I need no consolation here, people. I just want to know why all the shit has to hit the fan at the same time.
I am a man of constant sorrow.
12 Replies to “Ancient Misery, Part One”
Well, even though that last part obviously wasn’t aimed toward me, the coincidences with my recent blog entry are too great to bear and since she doesn’t blog, maybe I should try to defend her? Perhaps your ages are too disparate? Perhaps she doesn’t feel she knows you well enough? Perhaps you’re too far away for anything more than a one night stand?
Personally, I can’t get over the idea that a woman gets only so many men to sleep with in a lifetime, and that each one counts against us until something bad happens. It’s my nine lives theory. I think I’ve blown through about seven of mine.
I don’t know what you mean by this. You can sleep with as many men as you want, and you should get started. Hardly any of us are psycho killers, and lots of us are good in the sack — loving, giving, considerate, hard-working… Your mission, should you choose to accept it: Find out which ones.
Rejection sucks, whether you understand the reason behind it or not. The fact that you’ve felt it from more than one source recently may have an impact on how you feel about putting yourself in similar situations in the future.
At the risk of consoling you against your wishes, I suggest you consider the all the folks who accept you and think you’re wonderful. There might even be some hot women in the world who are different than the single individual who turned you down.
I also suggest you remember all this bullshit because I am particularly vulnerable to bouts of feeling “lower than whale shit” when I am rejected. I may need a reminder when that time comes – – and it will. Guaranteed!
Larry – If I was a woman, I’d give you the business. But you’d have to buy me dinner first. And a drink. It’s just the kind of girl I’d be (if I was a girl(which I’m not)).
But, since I am not a woman and only a simple man, I offer you a few more songs for your MP3 player:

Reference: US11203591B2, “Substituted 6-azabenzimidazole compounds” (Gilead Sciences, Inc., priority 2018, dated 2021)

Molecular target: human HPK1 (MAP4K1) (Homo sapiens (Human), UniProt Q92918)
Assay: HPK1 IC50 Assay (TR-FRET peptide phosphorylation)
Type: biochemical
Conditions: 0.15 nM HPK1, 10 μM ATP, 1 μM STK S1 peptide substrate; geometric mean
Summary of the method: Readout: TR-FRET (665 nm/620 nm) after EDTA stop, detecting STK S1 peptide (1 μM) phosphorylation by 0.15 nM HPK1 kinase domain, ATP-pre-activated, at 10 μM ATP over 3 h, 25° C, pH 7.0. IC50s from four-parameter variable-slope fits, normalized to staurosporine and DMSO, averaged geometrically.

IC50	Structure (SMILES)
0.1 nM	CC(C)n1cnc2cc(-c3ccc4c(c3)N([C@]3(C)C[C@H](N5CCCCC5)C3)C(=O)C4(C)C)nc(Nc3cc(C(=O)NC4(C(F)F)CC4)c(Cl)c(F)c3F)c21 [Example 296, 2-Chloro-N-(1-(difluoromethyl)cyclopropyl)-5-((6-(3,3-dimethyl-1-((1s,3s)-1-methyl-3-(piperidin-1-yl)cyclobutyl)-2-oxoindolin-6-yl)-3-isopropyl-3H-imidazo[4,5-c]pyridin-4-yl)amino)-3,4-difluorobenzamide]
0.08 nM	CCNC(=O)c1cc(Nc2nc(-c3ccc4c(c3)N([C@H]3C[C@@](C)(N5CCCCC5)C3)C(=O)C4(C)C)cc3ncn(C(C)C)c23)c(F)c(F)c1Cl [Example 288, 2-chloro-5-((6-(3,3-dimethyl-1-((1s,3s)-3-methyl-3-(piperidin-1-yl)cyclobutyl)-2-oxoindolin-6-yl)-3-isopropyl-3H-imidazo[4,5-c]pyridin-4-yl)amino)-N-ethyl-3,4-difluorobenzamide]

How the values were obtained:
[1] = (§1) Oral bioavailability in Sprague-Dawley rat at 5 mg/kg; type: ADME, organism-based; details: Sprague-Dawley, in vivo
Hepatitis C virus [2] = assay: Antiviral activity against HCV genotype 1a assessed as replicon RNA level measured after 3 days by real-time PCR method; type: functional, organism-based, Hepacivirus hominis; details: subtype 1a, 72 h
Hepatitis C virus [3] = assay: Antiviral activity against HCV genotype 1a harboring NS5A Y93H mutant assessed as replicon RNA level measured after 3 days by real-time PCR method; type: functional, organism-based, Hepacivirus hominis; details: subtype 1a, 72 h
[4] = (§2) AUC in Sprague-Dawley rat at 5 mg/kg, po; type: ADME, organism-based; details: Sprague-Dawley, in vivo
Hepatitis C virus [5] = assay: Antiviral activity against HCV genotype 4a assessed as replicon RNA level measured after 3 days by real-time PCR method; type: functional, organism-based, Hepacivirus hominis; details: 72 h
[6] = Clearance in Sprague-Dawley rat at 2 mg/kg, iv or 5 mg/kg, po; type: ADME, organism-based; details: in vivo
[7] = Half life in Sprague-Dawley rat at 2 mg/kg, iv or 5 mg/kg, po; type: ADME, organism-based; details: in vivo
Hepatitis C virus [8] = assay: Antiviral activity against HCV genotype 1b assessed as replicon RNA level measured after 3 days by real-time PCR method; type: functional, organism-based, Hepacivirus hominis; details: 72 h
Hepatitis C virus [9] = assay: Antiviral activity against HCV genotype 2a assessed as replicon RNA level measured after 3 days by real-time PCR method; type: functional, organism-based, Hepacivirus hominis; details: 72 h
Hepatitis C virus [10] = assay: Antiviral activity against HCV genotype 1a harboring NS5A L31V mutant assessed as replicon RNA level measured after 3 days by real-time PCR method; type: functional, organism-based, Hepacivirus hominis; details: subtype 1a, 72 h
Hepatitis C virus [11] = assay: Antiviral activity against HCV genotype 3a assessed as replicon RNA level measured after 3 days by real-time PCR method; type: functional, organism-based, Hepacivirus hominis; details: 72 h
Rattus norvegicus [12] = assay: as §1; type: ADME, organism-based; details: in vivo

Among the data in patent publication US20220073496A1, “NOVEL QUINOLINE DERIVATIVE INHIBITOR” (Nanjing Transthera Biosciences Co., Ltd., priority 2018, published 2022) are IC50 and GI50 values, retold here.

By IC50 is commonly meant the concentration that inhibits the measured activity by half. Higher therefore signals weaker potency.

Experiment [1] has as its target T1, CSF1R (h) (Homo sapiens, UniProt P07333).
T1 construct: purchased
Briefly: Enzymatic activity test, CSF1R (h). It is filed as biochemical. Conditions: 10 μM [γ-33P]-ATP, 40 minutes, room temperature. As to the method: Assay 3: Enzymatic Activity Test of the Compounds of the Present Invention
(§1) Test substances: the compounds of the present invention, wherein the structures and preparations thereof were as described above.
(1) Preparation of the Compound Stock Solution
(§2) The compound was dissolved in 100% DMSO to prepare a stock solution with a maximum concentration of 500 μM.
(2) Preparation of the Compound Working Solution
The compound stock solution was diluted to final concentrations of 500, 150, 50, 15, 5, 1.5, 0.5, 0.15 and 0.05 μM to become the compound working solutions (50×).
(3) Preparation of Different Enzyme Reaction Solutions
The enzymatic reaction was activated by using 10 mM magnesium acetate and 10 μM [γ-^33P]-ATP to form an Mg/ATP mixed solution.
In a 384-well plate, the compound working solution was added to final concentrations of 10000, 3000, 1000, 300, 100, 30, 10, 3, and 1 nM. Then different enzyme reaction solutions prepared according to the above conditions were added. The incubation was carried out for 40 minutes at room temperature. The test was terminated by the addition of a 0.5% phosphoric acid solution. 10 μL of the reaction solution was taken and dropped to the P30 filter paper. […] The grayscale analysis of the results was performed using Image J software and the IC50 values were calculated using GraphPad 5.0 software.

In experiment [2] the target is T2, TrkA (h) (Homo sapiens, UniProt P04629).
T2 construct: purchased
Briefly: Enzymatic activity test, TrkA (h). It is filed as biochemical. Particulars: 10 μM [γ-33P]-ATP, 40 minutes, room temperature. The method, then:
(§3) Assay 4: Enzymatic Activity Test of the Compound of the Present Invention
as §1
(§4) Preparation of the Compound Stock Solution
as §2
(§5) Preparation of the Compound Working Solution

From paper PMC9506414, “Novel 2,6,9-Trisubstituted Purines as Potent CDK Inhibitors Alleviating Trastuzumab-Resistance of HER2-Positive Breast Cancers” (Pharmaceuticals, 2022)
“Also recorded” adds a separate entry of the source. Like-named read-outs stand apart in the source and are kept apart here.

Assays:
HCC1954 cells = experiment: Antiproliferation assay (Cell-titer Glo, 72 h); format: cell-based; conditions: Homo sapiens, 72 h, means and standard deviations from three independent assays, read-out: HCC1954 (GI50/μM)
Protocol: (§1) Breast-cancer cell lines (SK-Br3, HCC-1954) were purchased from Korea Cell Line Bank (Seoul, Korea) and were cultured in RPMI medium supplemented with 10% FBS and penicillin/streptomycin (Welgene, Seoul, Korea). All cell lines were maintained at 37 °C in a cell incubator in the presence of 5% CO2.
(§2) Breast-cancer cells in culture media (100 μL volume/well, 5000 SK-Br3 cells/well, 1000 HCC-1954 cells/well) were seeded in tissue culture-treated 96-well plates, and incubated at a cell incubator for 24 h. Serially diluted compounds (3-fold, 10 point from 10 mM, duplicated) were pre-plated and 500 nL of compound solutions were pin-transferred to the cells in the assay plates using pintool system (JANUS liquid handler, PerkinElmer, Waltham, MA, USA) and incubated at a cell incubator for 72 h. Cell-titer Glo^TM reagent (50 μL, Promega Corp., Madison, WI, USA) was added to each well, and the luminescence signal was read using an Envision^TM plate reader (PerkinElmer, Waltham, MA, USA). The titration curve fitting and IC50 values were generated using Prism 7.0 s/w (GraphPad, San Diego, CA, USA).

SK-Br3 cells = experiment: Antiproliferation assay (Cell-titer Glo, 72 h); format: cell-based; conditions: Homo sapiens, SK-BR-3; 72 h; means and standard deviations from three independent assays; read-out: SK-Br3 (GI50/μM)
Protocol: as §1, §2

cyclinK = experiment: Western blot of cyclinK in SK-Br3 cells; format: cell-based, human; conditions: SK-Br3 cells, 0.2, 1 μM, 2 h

“Let Go” by Frou Frou, “Walk On by U2”, & “Wish You Were Here” by Incubus.
Those songs usually do the job of me reminding that life sucks and that things aren’t really that bad at the same time. You keep listening to that bluegrass you’re going to go crazy. Cray, I tell ya!
Theresa — Thanks for the cosoling. I’m OK with rejection. It’s not universal, I know.
Kung Pow Pig — One drink? Also, I’ll get those songs. Thanks!
Since my college days I’ve become a cheap date.
maybe neither really had anything to do with you?
sounds like everyone’s having a not-so-good week…. I hope you are not wallowing in utter despair.
Yes, L, I’m having Chicken of Despair tonight. Mmmmmmm.
Anonymous — I won’t discuss this with you, because you’re anonymous.
Well, make it impossible for Anonymous to be anonymous! I think there’s a default to change somewhere.
I missed this post the other day. Very good. If you’re going to get that depressed about the women situation, good, I hope your wankie falls off. Nothing against you, I just figure that then there’ll be more women left for me and the rest of the old boys looking for a whiz-bang tryst.
You are right, though, that when the ladies whine “Eeww” about some obnoxious old guy, they’re as likely to mean you and me as Gabby Hayes or Wilford Brimley.
Forgot to say: Your friend who disabled Comments seems rather rude to me. She also seems stupid, as I consider getting some feedback via comments or email part of the Very Great Fun of blogging! If she thinks she’s Dostoyevsky, she doesn’t need to be on a blog. Also, you can make a blog Private, can’t you? I seem to recall that you can. If you’re writing for, la di dah, only yourself, get off the main highway, I say.
Ron — A little kooky, perhaps, but I won’t say rude or stupid. And I agree with you: Feedback is fun.
Comments are closed.